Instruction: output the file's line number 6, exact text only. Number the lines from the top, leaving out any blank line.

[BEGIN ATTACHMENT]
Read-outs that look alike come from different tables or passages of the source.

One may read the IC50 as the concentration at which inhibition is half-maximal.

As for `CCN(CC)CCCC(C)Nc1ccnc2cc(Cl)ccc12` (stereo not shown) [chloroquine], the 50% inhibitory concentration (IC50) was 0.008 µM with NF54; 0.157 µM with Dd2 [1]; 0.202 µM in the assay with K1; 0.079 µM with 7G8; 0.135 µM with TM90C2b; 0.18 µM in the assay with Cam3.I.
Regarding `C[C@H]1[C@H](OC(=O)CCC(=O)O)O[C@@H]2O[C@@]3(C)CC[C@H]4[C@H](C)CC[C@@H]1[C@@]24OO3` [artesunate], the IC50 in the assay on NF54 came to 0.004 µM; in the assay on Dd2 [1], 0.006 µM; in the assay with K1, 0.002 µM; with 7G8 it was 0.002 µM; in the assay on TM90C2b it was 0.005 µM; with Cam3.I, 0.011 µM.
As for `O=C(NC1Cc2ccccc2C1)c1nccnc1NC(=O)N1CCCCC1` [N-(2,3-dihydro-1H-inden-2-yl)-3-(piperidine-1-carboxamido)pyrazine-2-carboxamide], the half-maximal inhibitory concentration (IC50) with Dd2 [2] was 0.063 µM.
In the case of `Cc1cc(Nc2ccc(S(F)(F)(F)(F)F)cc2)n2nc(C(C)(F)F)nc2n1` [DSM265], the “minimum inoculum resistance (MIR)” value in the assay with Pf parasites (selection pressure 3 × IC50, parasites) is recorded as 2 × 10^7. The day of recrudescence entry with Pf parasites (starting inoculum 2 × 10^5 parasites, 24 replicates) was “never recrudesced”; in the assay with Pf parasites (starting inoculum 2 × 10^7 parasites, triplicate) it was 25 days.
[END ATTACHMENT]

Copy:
In the case of `Cc1cc(Nc2ccc(S(F)(F)(F)(F)F)cc2)n2nc(C(C)(F)F)nc2n1` [DSM265], the “minimum inoculum resistance (MIR)” value in the assay with Pf parasites (selection pressure 3 × IC50, parasites) is recorded as 2 × 10^7. The day of recrudescence entry with Pf parasites (starting inoculum 2 × 10^5 parasites, 24 replicates) was “never recrudesced”; in the assay with Pf parasites (starting inoculum 2 × 10^7 parasites, triplicate) it was 25 days.